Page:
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Exclusive: ‘We are Absolutely Not Banning Commissions,’ says DoL Fiduciary Hearing Chief

New Anti-Fiduciary Bill Faces Long, Long Odds

Advisors can keep their "conflicted" commissions, but it's time to stop harming clients by depleting their retirement savings, the chairman of the Labor Department's hearings on its proposed fiduciary rule tells Financial Planning

The agency wants a fundamental shift in Wall Street culture and sees a "best interest contract" as a way to reduce investor harm, says Timothy Hauser, a Labor deputy assistant secretary, in an exclusive interview. This shift would permit advisors to continue receiving "conflicted" streams of income like commissions.

"We are absolutely not banning commissions," he says, a day after the hearings concluded. "We just want everyone who is working on retirement accounts to be acting as fiduciaries."

Fiduciaries are legally bound to put their clients' best interests before their own when providing financial advice.

Planning to take additional public comment for about another month, Hauser and other Labor officials are then expected to release a final version of the fiduciary rule, which would only apply to financial advice on retirement accounts.

Hauser and other officials heard 25 hours of testimony this week on its draft rule, which it released in April, from about 80 different experts, ranging from brokers, custodians, fee-only advisors, investor advocates, lawyers and others.


During the hearing Wednesday, Hauser asked if it is "naïve" to think that conflicted income streams could benefit clients, given the incentives they create for the people who sell them.

"I wasn't really calling into question whether commissions are OK or not," Hauser says on Friday. "We are trying to do something to take those conflicts of interest [in commission sales] and tamp them down."

The rule would deliver the following message: "Fine, you can have those conflicted streams [of income], but, if you are going to do that then, at a minimum, we should give you an incentive that your agents and representatives really are acting in their clients' best interest."

During Wednesday's session of the hearings, an investor advocate pointed out that the United Kingdom banned commission sales of most financial products in order to rid its financial system of those conflicts. The Labor Department studied the U.K. model and that of Australia, which also banned commissions, Hauser says.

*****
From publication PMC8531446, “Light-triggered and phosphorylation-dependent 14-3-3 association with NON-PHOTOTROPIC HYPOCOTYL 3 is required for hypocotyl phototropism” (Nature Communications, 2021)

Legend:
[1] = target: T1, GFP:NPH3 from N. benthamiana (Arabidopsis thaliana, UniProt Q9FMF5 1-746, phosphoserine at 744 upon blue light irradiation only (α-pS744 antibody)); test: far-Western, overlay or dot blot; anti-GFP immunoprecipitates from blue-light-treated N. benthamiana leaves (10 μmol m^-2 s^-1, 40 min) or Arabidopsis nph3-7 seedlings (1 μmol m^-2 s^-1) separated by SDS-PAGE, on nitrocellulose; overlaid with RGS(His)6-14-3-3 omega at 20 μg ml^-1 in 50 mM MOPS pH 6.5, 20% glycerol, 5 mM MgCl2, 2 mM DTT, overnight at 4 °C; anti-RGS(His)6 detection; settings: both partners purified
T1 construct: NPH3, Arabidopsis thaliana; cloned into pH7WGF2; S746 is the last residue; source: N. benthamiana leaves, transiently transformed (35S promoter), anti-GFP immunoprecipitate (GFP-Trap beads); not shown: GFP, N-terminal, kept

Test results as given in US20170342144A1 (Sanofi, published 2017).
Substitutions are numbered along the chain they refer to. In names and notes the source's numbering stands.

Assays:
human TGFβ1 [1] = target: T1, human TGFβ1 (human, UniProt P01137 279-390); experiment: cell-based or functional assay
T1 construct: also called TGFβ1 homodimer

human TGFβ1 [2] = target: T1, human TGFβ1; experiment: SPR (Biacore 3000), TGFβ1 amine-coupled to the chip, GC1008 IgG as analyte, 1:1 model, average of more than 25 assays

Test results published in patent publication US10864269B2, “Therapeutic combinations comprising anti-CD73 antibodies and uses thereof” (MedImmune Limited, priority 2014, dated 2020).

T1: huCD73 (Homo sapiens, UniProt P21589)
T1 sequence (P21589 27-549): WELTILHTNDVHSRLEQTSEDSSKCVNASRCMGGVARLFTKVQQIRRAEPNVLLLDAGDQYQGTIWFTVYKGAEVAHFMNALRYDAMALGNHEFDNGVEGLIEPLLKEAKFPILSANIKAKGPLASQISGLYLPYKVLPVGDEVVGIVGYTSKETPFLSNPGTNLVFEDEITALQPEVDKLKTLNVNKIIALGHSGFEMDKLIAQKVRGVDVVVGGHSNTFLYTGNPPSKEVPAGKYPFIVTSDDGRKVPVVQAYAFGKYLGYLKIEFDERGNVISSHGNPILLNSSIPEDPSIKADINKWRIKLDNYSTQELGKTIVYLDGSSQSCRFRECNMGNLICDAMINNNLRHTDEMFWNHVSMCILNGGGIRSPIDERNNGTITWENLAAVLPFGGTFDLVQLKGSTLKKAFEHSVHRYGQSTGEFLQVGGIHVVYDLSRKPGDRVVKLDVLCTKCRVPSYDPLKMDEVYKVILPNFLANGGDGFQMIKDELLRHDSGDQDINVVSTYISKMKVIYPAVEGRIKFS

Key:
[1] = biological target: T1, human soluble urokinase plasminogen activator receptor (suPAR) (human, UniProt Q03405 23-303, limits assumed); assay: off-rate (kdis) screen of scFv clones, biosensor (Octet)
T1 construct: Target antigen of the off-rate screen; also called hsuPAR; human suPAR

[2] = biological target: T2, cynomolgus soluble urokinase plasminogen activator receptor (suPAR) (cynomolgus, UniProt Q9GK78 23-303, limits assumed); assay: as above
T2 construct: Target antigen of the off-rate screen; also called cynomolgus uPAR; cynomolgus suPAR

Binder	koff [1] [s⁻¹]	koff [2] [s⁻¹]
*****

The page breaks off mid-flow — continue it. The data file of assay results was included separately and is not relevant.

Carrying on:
"We wanted to try a more measured approach here, a more market-based approach," he adds. "There are all these income streams [in the U.S.] that are conflicted and we can't just change all of those without [causing problems]."

"I think our goal here is just, right now, we think that investors who are receiving conflicted advice are getting worse investment advice than they would by getting unconflicted advice by a pretty significant margin."

Industrywide, those losses amount to about 1% of all retirement savings, he says. A White House study estimates the total at about $17 billion annually, and possibly up to twice that amount.

"That's a big number over time," Hauser says. "We think that this proposal will reduce that harmful impact. Will it be all 100 basis points right away? No … but, I think we can improve this market quite a bit, given the magnitude of the injury."

This rule aims to do that through a "best interest contract" exemption allowing commission sales of financial products. This would require planners to sign a legally binding contract in which they commit to putting their clients' best interests first.

This tells brokers and their firms, if you take conflicted income, you warrant "that your policies and procedures are designed so that you are not going to incentivize your people to act contrary to those precepts" of a client's best interest, Hauser says.

Many brokers and executives of financial firms say that this will expose them to a flood of lawsuits by allowing clients to Monday-morning-quarterback their planners' advice.

Hauser disagrees.

"It's not like we are trying to generate business for trial attorneys," he says. "I think this proposal will create more of a level playing field for firms that are not playing with a conflicted model."


The fiduciary rule will strengthen the entire industry, he says. "It actually, in the long run, will be better for business and it will build up trust. If people trust in their brokers, I think it will avoid the litigation peril."

Reminded that at least one investor advocate predicted that a fiduciary rule is likely to slice billions of dollars out of Wall Street profits, Hauser's response is that he cannot speculate on any company's future performance.

"Our aim is not to reduce anyone's profitability," he says. "Our aim is to reduce the detriments that investors are incurring by this conflicted advice. We think there are plenty of people in this marketplace, including quite a few brokers, who really are fully capable, even with these financial incentives … of making decisions in the clients' best interest. But unfortunately financial incentives really matter. It's easy for people to talk themselves into [putting their own financial interests first]. We are trying to change that."

And would that require a fundamental shift in Wall Street culture?

"That is the aim of the rule."

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